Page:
Translate that into modern-modern English, and you’d get something like Everybody’s Up In Arms About Pussy. Though you’d lose the pun on “nothing/noting” in doing so… yes, that’s how far from highbrow Shakespeare is. He made the title of his play a triple pun.

And yes, Much Ado is not one of the Bard’s more serious works to begin with… but then, what is? We divide Shakespeare’s plays up into tragedies and comedies based on the dramatic convention of which ones have a happy ending versus a sad one, but they are all comedies in the modern sense of “things you go to expecting to laugh”. The country/nothing lines come from Hamlet. Heck, Hamlet is hilarious throughout. Any scene with Polonius in it is guaranteed to be comedy gold. 

Of course, the people who want to call Shakespeare highbrow are probably the people who quote him in all blustering sincerity when he says “to thine own self be true”… or funnier still, when they paraphrase him as saying that “brevity is the soul of wit”.

Of course, hands down, my favorite bit in Hamlet is when he’s giving instructions to the players that basically amount to William Shakespeare pre-emptively bringing up every stereotype of Serious Shakespearean Acting we have today and saying, “This. This thing. Do not do this thing.”

Anyway, let’s talk about the idea that he “invented the English language”; e.g., he created so many hundreds of new words. Okay, well, first of all, we don’t know how many he invented. We just know there are words and usages of words for which the texts of his plays are the earliest surviving example. The thing is, all those words evidently made sense to his audience.

There’s a post that goes around Tumblr listing some of the words credited to Shakespeare, and one of them is “elbow”. The commentary attached to this post basically boggles over the idea that nobody in the English world had a name for “the bendy part of an arm” until an actor gets up on stage and says “elbow”, and everybody’s like, “Oh, yeah, that’s what it is.”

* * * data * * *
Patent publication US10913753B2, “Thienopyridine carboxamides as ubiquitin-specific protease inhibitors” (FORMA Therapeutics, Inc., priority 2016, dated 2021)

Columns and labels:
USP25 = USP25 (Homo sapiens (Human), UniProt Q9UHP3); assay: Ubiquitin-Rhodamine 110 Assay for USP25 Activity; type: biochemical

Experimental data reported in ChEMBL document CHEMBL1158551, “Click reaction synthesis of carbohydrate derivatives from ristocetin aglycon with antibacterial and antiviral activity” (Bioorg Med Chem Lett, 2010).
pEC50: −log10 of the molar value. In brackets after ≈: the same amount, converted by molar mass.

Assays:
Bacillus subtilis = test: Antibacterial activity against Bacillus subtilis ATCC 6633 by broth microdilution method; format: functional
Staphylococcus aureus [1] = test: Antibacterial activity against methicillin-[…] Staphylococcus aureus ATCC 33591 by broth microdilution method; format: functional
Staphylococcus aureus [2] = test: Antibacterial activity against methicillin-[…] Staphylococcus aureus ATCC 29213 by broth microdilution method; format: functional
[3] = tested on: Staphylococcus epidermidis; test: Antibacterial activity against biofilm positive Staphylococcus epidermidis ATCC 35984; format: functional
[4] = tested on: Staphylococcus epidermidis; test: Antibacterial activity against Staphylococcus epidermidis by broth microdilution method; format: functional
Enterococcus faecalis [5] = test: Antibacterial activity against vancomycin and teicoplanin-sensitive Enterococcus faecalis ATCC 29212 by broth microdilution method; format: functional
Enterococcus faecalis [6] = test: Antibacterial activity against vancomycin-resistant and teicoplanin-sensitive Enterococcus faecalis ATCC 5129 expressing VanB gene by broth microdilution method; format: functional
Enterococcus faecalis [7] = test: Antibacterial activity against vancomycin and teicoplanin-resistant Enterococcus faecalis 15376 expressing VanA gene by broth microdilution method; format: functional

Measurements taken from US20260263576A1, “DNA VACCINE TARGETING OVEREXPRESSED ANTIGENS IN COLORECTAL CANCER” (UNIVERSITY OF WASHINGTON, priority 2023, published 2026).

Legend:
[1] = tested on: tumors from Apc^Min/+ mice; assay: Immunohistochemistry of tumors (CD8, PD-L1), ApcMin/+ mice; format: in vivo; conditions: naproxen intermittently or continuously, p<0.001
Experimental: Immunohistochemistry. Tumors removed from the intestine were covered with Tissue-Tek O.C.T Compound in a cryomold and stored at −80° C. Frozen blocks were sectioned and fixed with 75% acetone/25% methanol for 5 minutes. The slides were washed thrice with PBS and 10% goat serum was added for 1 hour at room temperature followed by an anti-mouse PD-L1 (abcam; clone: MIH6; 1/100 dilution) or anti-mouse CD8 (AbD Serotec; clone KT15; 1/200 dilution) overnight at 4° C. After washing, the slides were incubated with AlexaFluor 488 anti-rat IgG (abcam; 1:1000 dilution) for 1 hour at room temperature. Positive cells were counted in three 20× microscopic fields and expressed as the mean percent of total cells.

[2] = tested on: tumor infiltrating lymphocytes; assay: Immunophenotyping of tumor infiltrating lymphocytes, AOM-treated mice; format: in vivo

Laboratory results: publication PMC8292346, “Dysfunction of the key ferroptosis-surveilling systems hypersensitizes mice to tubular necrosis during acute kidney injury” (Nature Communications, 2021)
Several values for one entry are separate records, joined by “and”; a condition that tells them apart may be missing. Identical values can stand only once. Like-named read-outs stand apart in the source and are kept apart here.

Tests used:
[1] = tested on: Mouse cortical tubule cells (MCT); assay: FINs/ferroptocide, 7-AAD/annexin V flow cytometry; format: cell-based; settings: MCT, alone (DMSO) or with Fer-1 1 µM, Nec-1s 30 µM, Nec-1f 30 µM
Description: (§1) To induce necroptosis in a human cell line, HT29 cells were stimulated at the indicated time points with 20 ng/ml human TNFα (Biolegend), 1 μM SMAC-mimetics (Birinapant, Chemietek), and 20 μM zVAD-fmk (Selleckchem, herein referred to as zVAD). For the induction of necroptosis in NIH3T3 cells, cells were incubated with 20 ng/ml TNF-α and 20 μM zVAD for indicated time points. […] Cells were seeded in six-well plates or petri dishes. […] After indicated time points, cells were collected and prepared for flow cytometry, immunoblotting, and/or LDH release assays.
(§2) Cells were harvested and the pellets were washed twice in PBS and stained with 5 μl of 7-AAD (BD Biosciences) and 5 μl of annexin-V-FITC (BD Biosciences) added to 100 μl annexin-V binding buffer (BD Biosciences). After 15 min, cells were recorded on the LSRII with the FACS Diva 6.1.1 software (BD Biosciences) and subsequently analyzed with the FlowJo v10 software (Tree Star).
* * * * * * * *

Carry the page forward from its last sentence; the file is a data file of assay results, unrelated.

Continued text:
Except it didn’t happen like that. The noun elbow isn’t what is attributed to Shakespeare; the verb to elbow (as in “elbowing someone aside”) is. His character took a noun and used it to describe an action. That’s not a highbrow creation of language as some sort of received wisdom handed down from authority. That’s naturalistic language use. 

Even if he was the first person to describe the act of “elbowing someone”, it caught on because it worked, because it made sense to vernacular speakers of English. 

So many of his words fit this model: they are butchered foreign words, they are slangy applications of English words, they are colorful metaphors or synecdoches. In short, he was writing in what we call “Buffyspeak”. If he had an unusual talent for doing it memorably, it still ultimately worked because it reflected the language of the time.

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Holy crow, would you look at that?? A comic! Finished this self-indulgent baby up because I was feeling not-so-nice.

eheh, based on a conversation with @baevid-sylvian !! > w <